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came up with a nice thesis title….

kinky = catchy = good?

so…. what does the internet think? too kinky?


whoooooa, sometimes the open source community really lands some nice presents in your lap: i give you cantarino — a speech synthesis project for the arduino

this – in theory – means that i can add speech synthesis to my project. making an mutated, interactive version of one of my favourite art pieces listening post a future possibility with this platform. nice.

2 weeks ago we were asked to finalize our design challenge, and answer some questions about our project. here is what i came up with:

Catchy title

  • open chip tunes

A more descriptive tagline

  • can we bridge the open source and chip-tunes community, while applying it to state of the art, open hardware, to create a new a de-central compositional platform? a research in to the field of open communities, open design processes and open source hardware.

I’m interested in/inspired by…

  • open source hardware.
  • the evolution of the design process when entering the world of rapid prototyping and copy paste-able designs.
  • working with limitations.
  • repurposing technology.
  • working with data structures on the terms of the data structures.
  • data, sound and communication visualization
  • interface design.
  • distributed intelligence and composition.
  • distributed design.
  • nature / evolution / chaos.
  • being part of something bigger. I can contribute something, the idea, the outline, but many others can contribute to this idea as well, and essentially I never know where it is going next. I like this.

Design challenge:

  • Make an open source platform for composing and performing music, which is cheap and accessible, building upon the approach and knowledge gained in the chip tunes community.
  • Allow myself to be playful and experiment.
  • Work with simplicity and constraints, rather than a feature driven focus.
  • Remember that the beauty and complexity of natures perfection is built upon co-existence of many simple and different units, rather than one central computational design.
  • Embrace chaos.
  • Work towards a presentation form which works in an artistic context, while also showcasing the product.
  • Prototype, prototype, prototype!

And from a more philosophical point of view:

  • Is it possible to design for open source hardware? Or is this a contradiction in terms?
  • Is it possible to benefit from the energy of two similar communities, and two bridge the two in a project which draws on the competences of users in both communities?
  • How does one make a project appealing to the open source approach?
  • How can I open and document my design in a way, that makes it appealing for other people to take part in?

what value do you want to deliver with your design and to whom?

  • working in hardware gives me the benefit of actually designing hadware suited for music composition and performance. chiptune instruments are inherently hacked generic gaming consoles, suited hardware-wise best for gaming, not playing music.

are you designing for the present, for the near future, or for a long term one?

  • all in one. hopefully I can create something which is useful as a performance / composition tool and inspiration right now. in the near future I could see people updating the code and the hardware to optimize the platform. and in the long term it would be beautiful if I could have added my little push towards a more democratized design domain, and open source hardware in general.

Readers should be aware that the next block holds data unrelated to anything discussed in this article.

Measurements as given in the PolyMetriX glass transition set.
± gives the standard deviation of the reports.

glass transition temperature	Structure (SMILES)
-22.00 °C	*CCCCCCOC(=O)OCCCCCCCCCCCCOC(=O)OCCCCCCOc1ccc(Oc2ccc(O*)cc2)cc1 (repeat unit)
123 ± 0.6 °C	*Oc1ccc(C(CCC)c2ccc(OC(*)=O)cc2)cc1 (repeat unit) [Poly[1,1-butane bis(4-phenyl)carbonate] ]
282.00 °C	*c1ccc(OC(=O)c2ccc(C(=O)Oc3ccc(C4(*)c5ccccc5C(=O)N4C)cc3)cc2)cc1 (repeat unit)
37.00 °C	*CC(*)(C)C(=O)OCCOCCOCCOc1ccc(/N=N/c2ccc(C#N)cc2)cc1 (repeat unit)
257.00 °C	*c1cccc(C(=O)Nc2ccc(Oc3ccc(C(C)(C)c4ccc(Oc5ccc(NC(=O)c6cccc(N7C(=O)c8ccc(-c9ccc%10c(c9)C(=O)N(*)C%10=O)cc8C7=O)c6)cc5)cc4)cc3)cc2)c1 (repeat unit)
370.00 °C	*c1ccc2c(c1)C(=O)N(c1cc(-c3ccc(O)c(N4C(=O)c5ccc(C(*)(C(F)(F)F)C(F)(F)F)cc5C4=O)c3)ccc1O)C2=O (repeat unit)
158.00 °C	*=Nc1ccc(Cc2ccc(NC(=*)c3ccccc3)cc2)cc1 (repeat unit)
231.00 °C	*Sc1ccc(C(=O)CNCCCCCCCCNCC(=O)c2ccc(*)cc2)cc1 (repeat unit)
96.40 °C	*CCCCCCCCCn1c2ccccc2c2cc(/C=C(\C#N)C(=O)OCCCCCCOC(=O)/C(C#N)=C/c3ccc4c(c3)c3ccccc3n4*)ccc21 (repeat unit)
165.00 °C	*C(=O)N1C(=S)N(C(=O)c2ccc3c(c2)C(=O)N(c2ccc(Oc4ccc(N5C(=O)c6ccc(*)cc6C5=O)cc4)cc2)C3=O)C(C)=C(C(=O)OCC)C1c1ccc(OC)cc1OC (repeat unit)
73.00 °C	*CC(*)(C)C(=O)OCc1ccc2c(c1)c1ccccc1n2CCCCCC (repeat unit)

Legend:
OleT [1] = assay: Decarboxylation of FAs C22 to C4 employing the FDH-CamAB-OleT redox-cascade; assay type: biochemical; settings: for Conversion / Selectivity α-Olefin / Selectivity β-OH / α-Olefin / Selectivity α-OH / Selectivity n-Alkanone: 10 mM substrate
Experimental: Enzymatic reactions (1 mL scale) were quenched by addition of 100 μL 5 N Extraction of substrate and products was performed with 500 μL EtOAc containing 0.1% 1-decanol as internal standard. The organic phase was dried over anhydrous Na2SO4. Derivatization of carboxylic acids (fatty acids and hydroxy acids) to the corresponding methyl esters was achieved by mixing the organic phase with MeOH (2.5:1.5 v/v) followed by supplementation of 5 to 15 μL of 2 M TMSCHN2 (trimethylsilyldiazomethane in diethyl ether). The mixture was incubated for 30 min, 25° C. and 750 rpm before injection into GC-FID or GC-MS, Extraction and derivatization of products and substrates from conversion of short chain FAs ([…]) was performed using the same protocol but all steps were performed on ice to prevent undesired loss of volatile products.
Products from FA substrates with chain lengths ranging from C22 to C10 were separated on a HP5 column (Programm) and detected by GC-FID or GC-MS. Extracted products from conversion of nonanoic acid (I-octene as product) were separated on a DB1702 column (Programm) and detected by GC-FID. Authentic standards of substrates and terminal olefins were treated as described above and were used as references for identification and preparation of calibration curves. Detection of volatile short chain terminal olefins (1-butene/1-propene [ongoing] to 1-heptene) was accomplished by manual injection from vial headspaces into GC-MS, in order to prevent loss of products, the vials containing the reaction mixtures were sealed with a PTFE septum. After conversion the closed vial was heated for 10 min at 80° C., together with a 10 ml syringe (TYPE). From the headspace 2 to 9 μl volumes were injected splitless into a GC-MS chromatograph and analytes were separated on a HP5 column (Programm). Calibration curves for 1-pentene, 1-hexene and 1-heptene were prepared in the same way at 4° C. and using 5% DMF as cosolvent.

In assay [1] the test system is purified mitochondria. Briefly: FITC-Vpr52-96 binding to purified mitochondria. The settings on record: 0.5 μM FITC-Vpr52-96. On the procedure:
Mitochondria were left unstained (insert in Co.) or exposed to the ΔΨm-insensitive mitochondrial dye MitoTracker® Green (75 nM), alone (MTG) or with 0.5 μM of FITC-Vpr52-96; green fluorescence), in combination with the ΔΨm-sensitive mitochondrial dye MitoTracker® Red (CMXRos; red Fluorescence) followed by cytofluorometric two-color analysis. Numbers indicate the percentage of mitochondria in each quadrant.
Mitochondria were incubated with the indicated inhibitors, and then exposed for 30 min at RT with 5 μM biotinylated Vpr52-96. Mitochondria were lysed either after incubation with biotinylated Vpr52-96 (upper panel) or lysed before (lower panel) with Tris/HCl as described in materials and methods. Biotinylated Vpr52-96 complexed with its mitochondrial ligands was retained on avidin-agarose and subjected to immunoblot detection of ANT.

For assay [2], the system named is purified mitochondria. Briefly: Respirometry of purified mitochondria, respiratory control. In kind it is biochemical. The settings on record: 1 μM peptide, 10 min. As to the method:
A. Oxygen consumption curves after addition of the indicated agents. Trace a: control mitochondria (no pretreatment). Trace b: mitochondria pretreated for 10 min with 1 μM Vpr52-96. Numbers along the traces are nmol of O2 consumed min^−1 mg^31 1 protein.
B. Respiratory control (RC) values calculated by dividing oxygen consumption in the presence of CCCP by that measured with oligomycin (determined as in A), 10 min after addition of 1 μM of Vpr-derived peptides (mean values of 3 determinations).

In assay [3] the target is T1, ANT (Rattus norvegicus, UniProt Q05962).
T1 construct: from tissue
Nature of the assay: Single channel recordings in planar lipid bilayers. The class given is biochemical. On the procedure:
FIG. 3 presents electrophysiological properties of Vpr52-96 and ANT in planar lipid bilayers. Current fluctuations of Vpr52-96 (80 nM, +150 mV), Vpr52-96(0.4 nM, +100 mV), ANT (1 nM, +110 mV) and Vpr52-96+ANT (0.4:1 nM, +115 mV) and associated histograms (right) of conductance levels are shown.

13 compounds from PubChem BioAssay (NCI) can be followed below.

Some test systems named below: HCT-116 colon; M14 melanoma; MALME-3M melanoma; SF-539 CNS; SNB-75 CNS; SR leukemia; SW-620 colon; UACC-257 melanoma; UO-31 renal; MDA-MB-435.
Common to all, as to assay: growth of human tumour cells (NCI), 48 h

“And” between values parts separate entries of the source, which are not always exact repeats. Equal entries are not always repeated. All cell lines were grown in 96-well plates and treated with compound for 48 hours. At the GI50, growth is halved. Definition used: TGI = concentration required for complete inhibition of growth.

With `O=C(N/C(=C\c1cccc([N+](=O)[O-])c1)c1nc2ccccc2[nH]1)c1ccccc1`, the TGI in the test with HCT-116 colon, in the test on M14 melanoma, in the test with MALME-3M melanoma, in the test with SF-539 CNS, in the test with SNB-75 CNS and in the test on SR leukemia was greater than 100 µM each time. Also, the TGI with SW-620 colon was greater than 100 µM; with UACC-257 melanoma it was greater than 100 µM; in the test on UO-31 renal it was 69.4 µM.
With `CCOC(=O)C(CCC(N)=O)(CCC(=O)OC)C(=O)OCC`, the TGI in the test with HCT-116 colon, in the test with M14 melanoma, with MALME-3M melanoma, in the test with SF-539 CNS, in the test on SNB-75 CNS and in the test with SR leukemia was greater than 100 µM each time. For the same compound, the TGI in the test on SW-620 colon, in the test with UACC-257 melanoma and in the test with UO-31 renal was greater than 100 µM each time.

what technology are you relying on?

  • arduino. programming. circuit bending. experimenting, possibly gathering inspirations from theories on artificial and distributed intelligence.

which are the key stakeholders in the domain of your project?

  • the open source community, the chip tunes community, the circuit bending community. musicians I know interested in testing the designs. myself.

what has already been done in this domain that could inspire/limit your concept?

  • the OP-1 from teenage engineering is a very cool product, that does many of the – things I am aiming for. but it is closed source and terribly expensive
  • loud objects. super cool noise project based on very simple and open hardware – designs. but very noisy and chaotic.
  • and many many more, wayyyyy to many to mention here. check my delicious links for more fantastic projects.

in which direction to you want to push the boundaries of the interaction design practice?

  • from a more theoretical perspective I am very interested in the dissolving the traditional design role. I would love to create something for other to join in to. something for people to co-create, imitate and mutate.
  • from a pratical perspective I am very interested in becoming skilled at producing object and working with methods and technologies that allow my ideas to be easily reproduced and mass-produced.

man i’m fucked by the internet: i am currently working on a small asus eee 900, since my zepto burned down. although the eee is sweet and all, ever since i upgraded to ubuntu 9.04, it’s gotten some serious problems with wireless internet at school. fuck.

[EDIT: this seems to be a general problem, as my classmate has the same problems with his powerbook and OSX. so, now i have asked IT support to open an ethernet port in the studio. back to wired internet…]

i realized yesterday i hadn’t posted anything to this blog for more than a month and i attribute this to the fact that the internet connection i am dealing with is so dreadful at school. (i am writing from home now. grrr)

also, this sunday (and some of yesterday night) i spent surfing the shiny, shiny internet, and found sooooo many cool related projects (see my delicious links) — projects i simply haven’t seen before, because of crappy internet access.

so here goes internet wizards, hear my cry: help! i need internet!!

the rest of this day is dedicated to getting a somewhat decent internet hookup on my eee.